Urgent medical advice can be via calling 111 (NHS Direct) or attend the Emergency Department at Hospital.

What happens in hospital?

You will be seen and examined by a doctor or nurse who will ask you some questions and:

• Check your weight.
• Test your urine.
• Perform blood tests.
• Arrange an ultrasound scan (if not done already), to check that your baby is fine.

The results of all these tests will help the medical staff to decide the best treatment option for you.

What are the different treatment options?

Ambulatory treatment of Hyperemesis

Ambulatory treatment is very useful for women with more severe forms of Hyperemesis and those who have not improved with out-patient treatment, but who are still well enough to come into hospital on a daily basis.

Along with testing your urine, we will insert a cannula, take blood samples to check levels of dehydration, and give you a short infusion of fluid into your veins along with anti-sickness medication (anti-emetics). This treatment usually takes 4-5 hours each time, after which you can return home. You will be given anti-emetics and vitamins to take home. It will then be arranged for you to return to hospital daily for further ambulatory treatment if required.

If your symptoms do not improve with ambulatory treatment, we would recommend admission to hospital.

In-patient treatment of Hyperemesis

Admission to hospital may be necessary for women with very severe symptoms such as excessive weight loss (more than 5% of body weight), muscle wasting, dehydration, dizziness and palpitations, those with abnormal test results, and women who do not respond to ambulatory treatment.

We will perform additional blood and urine tests, sometimes as often as daily. Hospital treatment involves replacing lost body fluid through an intravenous drip and injecting medicines directly into your muscles and/or veins. You will also be given a vitamin supplement. If you do not improve with these measures, we will consider treating you with steroid injections.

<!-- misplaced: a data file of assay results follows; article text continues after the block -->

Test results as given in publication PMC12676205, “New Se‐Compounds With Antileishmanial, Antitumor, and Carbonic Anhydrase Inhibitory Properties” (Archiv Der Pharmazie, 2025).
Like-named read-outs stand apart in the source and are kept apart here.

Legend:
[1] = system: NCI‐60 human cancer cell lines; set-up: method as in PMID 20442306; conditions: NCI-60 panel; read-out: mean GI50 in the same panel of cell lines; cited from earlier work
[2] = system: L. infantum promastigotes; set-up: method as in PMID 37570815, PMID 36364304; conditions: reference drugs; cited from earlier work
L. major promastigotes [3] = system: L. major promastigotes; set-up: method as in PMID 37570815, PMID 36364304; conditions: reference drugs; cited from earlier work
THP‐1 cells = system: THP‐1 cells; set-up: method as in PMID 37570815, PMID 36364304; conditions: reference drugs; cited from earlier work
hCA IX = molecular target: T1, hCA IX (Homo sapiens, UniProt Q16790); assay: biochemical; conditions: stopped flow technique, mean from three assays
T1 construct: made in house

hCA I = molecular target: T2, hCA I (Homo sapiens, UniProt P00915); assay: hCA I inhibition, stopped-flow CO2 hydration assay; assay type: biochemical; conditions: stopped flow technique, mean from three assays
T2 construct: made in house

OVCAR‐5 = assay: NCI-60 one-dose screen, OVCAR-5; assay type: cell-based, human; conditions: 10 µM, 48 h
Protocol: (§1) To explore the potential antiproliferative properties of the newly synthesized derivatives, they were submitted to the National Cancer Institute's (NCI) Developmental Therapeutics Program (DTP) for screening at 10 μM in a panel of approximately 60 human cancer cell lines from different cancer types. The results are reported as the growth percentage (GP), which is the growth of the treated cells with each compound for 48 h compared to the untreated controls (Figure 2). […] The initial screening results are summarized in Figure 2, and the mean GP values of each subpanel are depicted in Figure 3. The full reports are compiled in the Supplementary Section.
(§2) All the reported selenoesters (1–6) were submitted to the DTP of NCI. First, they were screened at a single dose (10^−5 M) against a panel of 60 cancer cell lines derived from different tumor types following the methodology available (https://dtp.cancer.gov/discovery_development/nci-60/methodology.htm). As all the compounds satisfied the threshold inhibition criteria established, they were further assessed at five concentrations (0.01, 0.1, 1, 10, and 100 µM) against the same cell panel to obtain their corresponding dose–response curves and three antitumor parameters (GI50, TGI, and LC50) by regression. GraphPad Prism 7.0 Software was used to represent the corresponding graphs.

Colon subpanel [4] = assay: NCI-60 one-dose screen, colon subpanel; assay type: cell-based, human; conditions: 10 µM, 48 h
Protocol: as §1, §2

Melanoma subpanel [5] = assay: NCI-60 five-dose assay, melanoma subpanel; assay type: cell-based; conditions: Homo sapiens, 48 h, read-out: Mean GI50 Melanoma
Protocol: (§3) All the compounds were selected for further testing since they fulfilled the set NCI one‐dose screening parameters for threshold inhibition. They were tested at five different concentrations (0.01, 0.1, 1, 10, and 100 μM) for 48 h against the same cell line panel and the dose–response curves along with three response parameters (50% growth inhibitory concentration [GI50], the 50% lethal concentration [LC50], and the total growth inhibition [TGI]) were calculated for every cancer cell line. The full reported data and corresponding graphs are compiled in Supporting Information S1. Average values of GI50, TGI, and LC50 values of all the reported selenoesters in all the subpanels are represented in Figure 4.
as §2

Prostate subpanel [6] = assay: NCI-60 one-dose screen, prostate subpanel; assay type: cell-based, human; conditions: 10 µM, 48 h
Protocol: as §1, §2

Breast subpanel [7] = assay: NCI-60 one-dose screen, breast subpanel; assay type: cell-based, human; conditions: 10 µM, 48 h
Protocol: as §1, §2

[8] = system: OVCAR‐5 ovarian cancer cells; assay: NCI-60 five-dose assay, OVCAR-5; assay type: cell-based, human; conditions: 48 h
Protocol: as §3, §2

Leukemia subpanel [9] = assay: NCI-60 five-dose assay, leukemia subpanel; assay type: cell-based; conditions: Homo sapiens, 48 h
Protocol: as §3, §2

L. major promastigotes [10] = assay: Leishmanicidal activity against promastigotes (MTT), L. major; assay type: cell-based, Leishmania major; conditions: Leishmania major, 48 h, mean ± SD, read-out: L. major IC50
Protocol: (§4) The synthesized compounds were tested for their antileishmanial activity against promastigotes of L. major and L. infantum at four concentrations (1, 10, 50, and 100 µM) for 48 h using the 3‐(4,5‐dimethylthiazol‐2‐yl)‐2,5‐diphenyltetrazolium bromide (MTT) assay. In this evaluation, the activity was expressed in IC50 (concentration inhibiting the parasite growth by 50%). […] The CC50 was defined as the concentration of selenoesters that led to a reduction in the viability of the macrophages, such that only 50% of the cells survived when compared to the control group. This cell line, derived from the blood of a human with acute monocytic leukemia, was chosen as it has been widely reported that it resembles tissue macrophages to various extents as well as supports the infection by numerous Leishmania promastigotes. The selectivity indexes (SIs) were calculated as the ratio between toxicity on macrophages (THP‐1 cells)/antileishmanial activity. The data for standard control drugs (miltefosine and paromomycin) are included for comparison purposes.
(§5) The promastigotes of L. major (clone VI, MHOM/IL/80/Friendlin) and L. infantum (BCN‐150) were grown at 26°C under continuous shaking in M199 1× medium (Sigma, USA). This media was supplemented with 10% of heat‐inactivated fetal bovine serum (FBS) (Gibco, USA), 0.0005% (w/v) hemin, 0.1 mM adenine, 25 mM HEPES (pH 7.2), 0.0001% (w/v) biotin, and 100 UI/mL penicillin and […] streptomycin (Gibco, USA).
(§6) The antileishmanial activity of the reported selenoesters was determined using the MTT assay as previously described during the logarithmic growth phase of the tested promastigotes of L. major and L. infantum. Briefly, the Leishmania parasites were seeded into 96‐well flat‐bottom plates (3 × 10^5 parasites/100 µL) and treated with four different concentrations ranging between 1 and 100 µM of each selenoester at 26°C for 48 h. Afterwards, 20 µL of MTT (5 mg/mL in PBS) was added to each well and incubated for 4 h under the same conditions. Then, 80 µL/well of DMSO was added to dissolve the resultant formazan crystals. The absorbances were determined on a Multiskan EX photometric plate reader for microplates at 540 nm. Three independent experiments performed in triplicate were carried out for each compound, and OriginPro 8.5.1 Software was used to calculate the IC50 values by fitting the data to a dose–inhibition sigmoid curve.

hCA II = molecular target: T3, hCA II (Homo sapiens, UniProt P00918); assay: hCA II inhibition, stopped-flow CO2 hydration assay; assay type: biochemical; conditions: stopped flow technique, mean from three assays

Very occasionally, we might invite other specialists to contribute to your care if we feel they can help with your treatment.

Anti-sickness medication in pregnancy

Due to complex regulations, most medications are not licensed for use in pregnancy. This is mainly due to a lack of clinical trials amongst pregnant women.

Prescribing of medications in pregnancy always follows a careful assessment, which weighs the risks against the benefits.

Medication with the best safety and effectiveness record over time is usually chosen as first line treatment. The benefits of treating Hyperemesis outweigh the potential risks of treatment.

Anti-sickness medication can be given in the following ways:

• By mouth.
• An injection into your leg.
• Directly into a vein through a drip.

These medicines, used in combination with the self-help measures detailed above can be very successful in treating Hyperemesis.


It is important for you to understand that Hyperemesis is due to your pregnancy and has not arisen because of anything you have done or failed to do. Family help and support is very useful at times like this and we would encourage you to share the information contained here with your partner and other family members.

Although it might not appear so to you just now, the condition does resolve on its own, usually from about 14 weeks of pregnancy.

 You can be reassured that we know from research that, if treated properly, this condition is very unlikely to be harmful to you or your baby. Please feel free to discuss any anxieties you may have with the nurse or doctor looking after you.

Useful contacts

EPAC/GAU Nurses  01935 384385 (Monday to Friday 8am-8pm, BH and weekends 8am-4pm)

Advice and support can be sought form Pregnancy Sickness Support  or 024 7638 2020

Ref: 14/2020/03
Review: 11/22